which is the precondition for a thing to appear: “The symbol of darkness used to such effect in
‘Wars of the Twentieth Century’ and elsewhere, then, is a metaphor for the analysis of human
problematicity. It is, in addition, a constant reminder that we are finite, that our life is precarious and
our politics an urgent attempt to maintain order in the absence of a permanent and stable foundation
on which we could rest.” (Findlay 2002, 145). Cf. Patočka 1990, 253.
45 ‘La guerre comme ‘tout est permis’ universel, comme liberte sauvage, envahit les états, devient
‘totale’. La quotidienneté et l’orgie sont organisées par une seule et même main… La guerre
représente à la fois la plus grande entreprise de la civilisation industrielle, le produit et l’instrument
d’une mobilisation totale (comme Ernst Jünger l’a bien vu) et la libération de potentialités orgiaques
qui nulle part ailleurs ne peuvent se permettre de porter l’ivresse de la destruction jusqu’à cette
dernière extrémité…’ (‘La civilisation technique est-elle une civilisation du declin, et pourquoi?’, in
Patočka 1999, 146-147). See Ucníc 2007, 425.
46 ‘La civilisation technique est-elle une civilisation du declin, et pourquoi?’, in Patočka 1999, 145.
47 ‘L’Europe et l’héritage européen jusqu’à la fin du XIXe siècle’, in Patočka 1999, 114. For Patočka,
as early as 1936, these two stem from the two fundamental tendencies of man as a historical being.
The first, practical tendency is that of dominating reality, whereas the second, theoretical tendency
is that of understanding, whereas the tension between the two is constitutive of man. Nevertheless,
in modern times, the theoretical tendency is subordinated to the practical one (Patočka 1976, 163,
165). See Karfík 1999, 10-11.
48 ‘Le cartésianisme signifie, au fond, un projet mathématique sur la nature, s’inspirant de la
res extensa de Descartes, et une conception de l’esprit humain comme res cogitans ou res en
général, la vérité étant conçue comme certitude et vérification… Au fond, le cartésianisme en tant
que constructivisme universel est une composante constante de la méthode de pensée rationaliste
moderne dans son ensemble, telle qu’elle se fait valoir dans les sciences et ailleurs.’ (‘Fragments’,
in Patočka 1995, 279).
Dictatorship of Failure
he identified as early as the 1930s as the movement for ‘self-prolongation’ and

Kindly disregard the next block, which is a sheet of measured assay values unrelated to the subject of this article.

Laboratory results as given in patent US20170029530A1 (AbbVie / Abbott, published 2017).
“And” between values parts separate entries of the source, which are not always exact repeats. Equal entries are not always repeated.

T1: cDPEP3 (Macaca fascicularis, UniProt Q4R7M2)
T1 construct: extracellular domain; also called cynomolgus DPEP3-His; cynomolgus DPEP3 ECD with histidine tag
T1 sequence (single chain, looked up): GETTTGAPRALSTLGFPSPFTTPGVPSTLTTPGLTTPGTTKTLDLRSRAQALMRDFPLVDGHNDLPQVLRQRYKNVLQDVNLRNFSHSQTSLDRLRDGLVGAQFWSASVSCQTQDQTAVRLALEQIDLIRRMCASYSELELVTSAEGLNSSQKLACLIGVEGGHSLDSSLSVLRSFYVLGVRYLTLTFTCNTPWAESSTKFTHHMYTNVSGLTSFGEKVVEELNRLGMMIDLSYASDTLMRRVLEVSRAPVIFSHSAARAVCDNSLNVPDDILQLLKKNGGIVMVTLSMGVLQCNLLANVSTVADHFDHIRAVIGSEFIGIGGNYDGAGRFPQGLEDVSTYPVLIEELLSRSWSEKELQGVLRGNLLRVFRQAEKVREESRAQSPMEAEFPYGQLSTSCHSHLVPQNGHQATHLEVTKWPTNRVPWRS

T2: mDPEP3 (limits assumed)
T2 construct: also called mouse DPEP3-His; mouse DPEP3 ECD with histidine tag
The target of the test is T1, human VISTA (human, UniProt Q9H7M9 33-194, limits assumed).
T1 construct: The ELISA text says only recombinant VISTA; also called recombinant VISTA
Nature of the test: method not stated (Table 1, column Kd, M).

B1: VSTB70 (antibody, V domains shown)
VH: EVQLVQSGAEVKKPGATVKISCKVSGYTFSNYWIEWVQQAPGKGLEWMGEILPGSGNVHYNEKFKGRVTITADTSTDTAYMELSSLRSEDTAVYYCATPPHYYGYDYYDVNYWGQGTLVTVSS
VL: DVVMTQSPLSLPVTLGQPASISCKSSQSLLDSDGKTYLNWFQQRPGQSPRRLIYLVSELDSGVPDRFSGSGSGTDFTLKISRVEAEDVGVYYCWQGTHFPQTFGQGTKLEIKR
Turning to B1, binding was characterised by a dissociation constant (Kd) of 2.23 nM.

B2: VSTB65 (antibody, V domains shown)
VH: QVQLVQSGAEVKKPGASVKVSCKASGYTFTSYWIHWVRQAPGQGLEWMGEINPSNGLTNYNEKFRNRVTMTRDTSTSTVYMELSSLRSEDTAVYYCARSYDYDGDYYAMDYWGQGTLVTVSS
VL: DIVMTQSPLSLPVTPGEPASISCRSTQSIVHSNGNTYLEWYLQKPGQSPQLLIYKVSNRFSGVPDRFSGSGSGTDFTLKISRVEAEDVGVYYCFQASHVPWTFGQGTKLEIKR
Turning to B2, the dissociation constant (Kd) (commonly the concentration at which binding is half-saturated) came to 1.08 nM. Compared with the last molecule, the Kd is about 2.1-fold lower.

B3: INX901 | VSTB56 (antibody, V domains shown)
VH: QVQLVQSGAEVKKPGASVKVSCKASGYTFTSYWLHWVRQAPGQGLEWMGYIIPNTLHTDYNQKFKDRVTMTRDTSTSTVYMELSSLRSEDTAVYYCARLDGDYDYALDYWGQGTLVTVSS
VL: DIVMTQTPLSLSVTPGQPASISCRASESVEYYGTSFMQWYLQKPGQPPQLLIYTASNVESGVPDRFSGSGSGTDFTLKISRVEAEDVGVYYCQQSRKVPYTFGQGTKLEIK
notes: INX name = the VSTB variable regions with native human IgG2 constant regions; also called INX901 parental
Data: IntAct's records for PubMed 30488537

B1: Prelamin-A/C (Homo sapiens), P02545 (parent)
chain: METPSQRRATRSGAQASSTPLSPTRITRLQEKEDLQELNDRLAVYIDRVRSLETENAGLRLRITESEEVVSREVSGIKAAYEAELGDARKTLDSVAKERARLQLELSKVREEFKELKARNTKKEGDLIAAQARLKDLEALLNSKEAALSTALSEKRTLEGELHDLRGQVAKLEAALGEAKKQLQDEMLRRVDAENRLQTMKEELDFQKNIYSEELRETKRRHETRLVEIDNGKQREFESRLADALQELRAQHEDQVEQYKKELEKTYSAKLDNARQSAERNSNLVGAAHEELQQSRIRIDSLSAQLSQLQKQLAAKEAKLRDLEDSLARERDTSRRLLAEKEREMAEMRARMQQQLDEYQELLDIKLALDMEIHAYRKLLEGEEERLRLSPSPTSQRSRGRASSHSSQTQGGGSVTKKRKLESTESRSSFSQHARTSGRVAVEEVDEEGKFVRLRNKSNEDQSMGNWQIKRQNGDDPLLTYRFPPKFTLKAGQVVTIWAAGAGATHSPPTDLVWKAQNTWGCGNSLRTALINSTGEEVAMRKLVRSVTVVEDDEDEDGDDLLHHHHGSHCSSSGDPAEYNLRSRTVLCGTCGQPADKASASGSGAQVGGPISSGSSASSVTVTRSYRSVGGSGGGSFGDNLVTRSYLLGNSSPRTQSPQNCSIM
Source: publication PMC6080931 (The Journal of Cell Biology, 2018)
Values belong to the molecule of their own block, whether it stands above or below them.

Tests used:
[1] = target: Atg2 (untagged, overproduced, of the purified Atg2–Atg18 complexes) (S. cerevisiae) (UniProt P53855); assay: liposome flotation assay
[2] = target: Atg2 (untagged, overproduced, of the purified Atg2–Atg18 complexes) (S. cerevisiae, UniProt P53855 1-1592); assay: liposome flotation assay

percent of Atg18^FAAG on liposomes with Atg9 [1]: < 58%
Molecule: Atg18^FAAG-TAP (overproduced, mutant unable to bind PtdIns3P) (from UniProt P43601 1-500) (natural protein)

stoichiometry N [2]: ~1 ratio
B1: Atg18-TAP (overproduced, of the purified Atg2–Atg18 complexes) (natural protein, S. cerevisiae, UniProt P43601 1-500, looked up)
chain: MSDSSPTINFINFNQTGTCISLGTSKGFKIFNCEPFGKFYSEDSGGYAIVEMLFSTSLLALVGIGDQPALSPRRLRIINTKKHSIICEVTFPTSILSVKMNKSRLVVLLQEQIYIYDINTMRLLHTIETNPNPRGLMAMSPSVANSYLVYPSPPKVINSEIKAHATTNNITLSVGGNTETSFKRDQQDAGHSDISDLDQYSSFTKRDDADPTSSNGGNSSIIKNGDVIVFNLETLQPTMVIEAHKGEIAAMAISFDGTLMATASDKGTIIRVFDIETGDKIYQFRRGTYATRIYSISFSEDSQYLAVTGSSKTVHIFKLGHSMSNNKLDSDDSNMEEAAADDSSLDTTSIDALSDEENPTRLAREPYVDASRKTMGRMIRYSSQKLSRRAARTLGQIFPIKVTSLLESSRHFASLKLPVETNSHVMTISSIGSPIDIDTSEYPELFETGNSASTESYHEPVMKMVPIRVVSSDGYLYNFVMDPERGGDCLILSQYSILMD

‘reproduction’, which does not allow for an authentic ‘breakthrough’. 49
Elsewhere, Patočka designates these two movements as the two ways of engaging
oneself with the world: escape and exposure. 50 It is against the background of his
phenomenological ontology of movement that Patočka investigates the historical
phenomena of crisis and nihilism. Decline and nihilism would, thus, be Europe’s
retrogression to mere life-sustenance and reproduction, which has established
itself, first, in the ‘total mobilization’ form of the two World Wars and, from the
1950s on, in the ‘demobilization’ phase of economic growth and techno-scientific
progress. It is on this point that Patočka’s thesis culminates and approaches most
the present situation: Does the ‘metaphysics of Force’ generated in Europe by the
two World Wars cease with their end? Is the economic miracle of the post-war
period a time of ‘genuine’ peace? Patočka’s answer is ‘No’. Europe’s current peace
is ‘half-baked’. “War establishes itself permanently through ‘peaceful’ means” while
presenting “its ‘peaceful’ face, the face of cynical demoralization, its appeal to the
will to live and to possess”. 51 Thus, Patočka reaches the surprising conclusion that
‘a smouldering war is no less cruel that a hot one; frequently it is even more cruel’. 52
Within the context of the present crisis of Europe there is often talk of an ongoing
economic war, in which the present generation should be sacrificed for the better
living of future ones. For Patočka, it is nonsense to talk about a war waged in the
field of economy, because, by their very nature, the two World Wars had already
succumbed to ‘the needs of a reified world’. 53 In fact, war does not cease but
continues in times of peace, because the latter is no true peace but a masked war,
49 ‘La choséité propre à ce domaine est liée au fait que les participants au mouvement de
reproduction sont avant tout sensibles au mode de compréhension de l’être qui dévoile l’objectité
des choses dans sa manipulabilité, dans les forces qui peuvent être mises à notre disposition,
dans les possibilités de transformation de la réalité tant humaine qu’objective.’ (Patočka 1988,